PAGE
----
Working with Upholstery Spring Coils Working with Upholstery Spring Coils
Although other types of spring systems have largely taken over in popularity in the world of upholstery, the classic spring coil is still found in many pieces of furniture—particularly those made prior to the 1980s. Remember that old chair at your parent's house that was so ugly but they wouldn't throw it away because it was so comfortable? More than likely it was made with a traditional spring coil suspension. Spring coils are still considered by many to be the most comfortable option available in terms of flexibility and support.
The main purpose of springs in upholstered furniture is to provide a comfortable and flexible seating area, as well as to add structural integrity to the seat and sometimes back. Spring coils are categorized based on their purpose, firmness, appearance and the construction of the end of the coil. There are different types of coils intended for use in seats, seat backs, couches, chairs, different seat depths, etc.
Spring coils are typically constructed out of 9 to 11-gauge wire and come in three types, based on firmness: soft, medium/regular, and hard. The “medium/regular” springs are by far the most common, and are used in most chairs and couches that employ the use of spring coils. Spring coils typically have an hourglass shape, with ends that are wider than their middle, which tapers in. This structure helps them to absorb as much pressure as possible, while remaining comfortable enough to sit on.
When installed correctly, spring coils are not only universally praised for their comfort, they are also very sturdy. Well-installed spring coils can often outlast the useful life of the upholstery covering them. Unfortunately, spring coils are often installed incorrectly or in a haphazard manner, which leads to springs poking out of fabric, which is what many people think of when they imagine spring coils. This is also why spring coils have largely been replaced by other types of coil systems that provide less risk of breaking down the fabric covering them. Modern furniture typically employs the use of “zig-zag” springs, which are lighter and easier to install, but provide less comfort and stability.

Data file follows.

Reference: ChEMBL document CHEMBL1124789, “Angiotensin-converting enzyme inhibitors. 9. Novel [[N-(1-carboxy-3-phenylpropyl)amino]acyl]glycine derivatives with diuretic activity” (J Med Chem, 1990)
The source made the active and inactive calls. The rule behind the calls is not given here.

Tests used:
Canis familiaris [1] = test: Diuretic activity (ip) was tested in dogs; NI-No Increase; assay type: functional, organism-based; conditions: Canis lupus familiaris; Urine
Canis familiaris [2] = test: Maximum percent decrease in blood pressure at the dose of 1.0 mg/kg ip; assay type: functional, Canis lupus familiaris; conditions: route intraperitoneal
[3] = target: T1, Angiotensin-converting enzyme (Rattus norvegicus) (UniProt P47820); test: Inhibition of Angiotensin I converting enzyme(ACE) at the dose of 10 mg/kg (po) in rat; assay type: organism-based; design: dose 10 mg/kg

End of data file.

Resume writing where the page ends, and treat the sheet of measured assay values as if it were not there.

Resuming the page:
Another problem with spring coils is that the process of properly installing them is extremely labor-intensive. For this reason, the time investment required constructing a chair or couch is often cost-prohibitive. To properly install a spring coil system, individuals springs must be tied together individually to create a network of spring coils that will support weight that is spread out across a wide area. Since these coils must be tied together individually, at a uniform distance from one another, the process of constructing a spring coil network is understandably labor intensive.
If you are looking for a comfortable, well-constructed piece of furniture for your home, you could do worse than to look for an old, 1950s or '60s chair or couch employing spring coils in its construction. What you will get is a comfortable, reliable piece of furniture that will stand the test of time if you keep it well-upholstered.